So what is considered harmful material and who gets to decide? “ According to the bill, such material contains a ‘description, exhibition, or presentation … in whatever form …of nudity, sexual conduct, sexual excitement, or sadomasochistic abuse.’” is considered harmful according to One other condition of the bill is that

material that any “reasonable person” believes has no “serious, literary, scientific, educational, artistic, or political value” could also be targeted according to The bill is unclear regarding who gets to decide what is considered “harmful”. The vagueness of this bill is what concerns the bill’s opponents. Opponents are afraid that this bill will also affect classic novels. Some opponents of the bill believe “hiding such material from our children doesn’t protect them; it does the opposite…” according to While proponents of the bill believe that they are protecting children from pornography. “Pornography and obscene materials are becoming more and more prevalent in our society,” Senator Cook said in an artivle on “And it is all too common to hear of cases where children are not being protected from the harm it inflicts.”

What classes in GEHS would be impacted?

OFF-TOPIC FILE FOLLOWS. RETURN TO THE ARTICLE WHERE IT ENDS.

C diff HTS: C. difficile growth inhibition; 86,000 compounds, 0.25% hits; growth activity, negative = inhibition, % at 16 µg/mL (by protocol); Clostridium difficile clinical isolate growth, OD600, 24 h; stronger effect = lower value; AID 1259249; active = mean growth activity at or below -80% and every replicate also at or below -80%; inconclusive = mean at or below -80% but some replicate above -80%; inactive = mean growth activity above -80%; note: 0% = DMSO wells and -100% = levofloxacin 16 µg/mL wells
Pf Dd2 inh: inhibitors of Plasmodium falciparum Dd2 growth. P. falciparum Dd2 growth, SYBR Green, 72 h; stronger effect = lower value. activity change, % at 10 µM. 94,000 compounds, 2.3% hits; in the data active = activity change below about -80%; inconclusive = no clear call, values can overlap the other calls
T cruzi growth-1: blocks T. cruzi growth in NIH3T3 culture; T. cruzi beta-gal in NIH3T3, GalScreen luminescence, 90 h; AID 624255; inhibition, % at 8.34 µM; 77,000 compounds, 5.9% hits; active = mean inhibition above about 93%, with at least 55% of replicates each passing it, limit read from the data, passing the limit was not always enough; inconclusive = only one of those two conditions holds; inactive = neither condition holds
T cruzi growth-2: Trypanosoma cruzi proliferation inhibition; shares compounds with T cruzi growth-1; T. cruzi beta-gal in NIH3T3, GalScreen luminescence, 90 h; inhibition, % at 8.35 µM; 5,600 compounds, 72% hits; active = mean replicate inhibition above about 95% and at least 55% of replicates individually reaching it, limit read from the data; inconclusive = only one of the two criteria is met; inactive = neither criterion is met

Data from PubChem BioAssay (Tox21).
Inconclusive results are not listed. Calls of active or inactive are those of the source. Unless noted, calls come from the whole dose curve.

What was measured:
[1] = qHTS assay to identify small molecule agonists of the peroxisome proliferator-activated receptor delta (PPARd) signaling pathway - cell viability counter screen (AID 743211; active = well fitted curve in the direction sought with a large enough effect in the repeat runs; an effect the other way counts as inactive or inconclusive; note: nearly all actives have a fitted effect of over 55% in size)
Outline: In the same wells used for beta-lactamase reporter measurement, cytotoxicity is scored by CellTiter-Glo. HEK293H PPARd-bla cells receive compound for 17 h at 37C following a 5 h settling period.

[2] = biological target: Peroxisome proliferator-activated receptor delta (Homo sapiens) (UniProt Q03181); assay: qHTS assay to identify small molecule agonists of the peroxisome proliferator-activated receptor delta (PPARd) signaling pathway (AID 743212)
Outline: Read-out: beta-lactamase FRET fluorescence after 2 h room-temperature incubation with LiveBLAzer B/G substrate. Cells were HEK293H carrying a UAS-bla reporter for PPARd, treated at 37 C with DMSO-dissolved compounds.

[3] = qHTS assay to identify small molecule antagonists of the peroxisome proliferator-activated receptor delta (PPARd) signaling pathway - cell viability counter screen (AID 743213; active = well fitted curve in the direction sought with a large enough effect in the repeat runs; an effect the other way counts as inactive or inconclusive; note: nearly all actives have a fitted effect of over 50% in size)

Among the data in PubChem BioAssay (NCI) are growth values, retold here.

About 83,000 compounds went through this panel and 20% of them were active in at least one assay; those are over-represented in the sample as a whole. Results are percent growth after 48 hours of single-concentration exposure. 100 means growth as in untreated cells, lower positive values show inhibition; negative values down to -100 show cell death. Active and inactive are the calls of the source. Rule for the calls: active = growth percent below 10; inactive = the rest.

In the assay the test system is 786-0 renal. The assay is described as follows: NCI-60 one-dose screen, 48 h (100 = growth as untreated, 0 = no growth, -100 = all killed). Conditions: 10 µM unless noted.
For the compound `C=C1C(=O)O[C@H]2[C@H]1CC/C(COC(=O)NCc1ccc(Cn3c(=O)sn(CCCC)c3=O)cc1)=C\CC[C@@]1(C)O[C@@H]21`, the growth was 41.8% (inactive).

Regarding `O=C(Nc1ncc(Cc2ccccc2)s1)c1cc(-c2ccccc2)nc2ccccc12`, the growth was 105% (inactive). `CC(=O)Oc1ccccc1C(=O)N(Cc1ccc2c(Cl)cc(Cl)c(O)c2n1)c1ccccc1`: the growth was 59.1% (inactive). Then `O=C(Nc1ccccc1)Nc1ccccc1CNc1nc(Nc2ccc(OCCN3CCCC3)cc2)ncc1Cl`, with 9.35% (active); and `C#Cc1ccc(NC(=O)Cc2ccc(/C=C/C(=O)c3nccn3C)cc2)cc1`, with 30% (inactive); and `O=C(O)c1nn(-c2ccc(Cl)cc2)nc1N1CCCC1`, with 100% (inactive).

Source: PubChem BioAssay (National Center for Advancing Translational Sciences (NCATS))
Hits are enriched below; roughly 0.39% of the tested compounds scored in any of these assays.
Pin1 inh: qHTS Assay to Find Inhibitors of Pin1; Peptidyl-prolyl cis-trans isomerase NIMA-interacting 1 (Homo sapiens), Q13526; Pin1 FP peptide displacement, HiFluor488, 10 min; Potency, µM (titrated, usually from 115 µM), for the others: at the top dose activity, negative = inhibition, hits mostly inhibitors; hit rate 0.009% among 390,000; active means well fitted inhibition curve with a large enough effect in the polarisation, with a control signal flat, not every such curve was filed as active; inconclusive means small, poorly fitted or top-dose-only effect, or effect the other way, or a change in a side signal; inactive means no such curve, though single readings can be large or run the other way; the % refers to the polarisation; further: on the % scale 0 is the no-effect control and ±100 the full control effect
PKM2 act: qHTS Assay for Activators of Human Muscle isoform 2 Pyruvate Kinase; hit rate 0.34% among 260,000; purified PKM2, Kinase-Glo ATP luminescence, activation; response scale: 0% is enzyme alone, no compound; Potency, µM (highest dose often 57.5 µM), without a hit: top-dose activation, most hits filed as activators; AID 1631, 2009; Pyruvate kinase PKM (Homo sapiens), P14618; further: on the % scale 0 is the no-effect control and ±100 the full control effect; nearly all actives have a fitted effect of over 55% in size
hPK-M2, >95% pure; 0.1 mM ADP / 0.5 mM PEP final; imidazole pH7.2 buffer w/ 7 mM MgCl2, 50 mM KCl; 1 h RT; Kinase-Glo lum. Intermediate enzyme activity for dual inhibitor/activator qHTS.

Diener does not believe he will change the way he teaches if this bill becomes a law. He suggested that teachers will have to do their research before showing material to students. Diener does see the benefit to the bill, and said he believes that it will hold professionals accountable for what they teach. AP English teacher, Kelly Peterson Miranda, does not believe that this bill should become a law. She believes that the bill opens the term, controversial material, up to individual interpretation. Peterson Miranda teaches a wide variety of books that could all be interpreted to contain controversial material. The single book that could be most controversial is the book Beloved by Toni Morrison. The book Beloved is, “a story about America’s relationship with slavery, but it’s also a story about rebirth and redemption.” as found on If this bill becomes a law the way in which teachers teach, and the way teachers respond to students could be greatly impacted. This law has the potential to take the control out of the administration and staff and give power to students, parents, and other community members.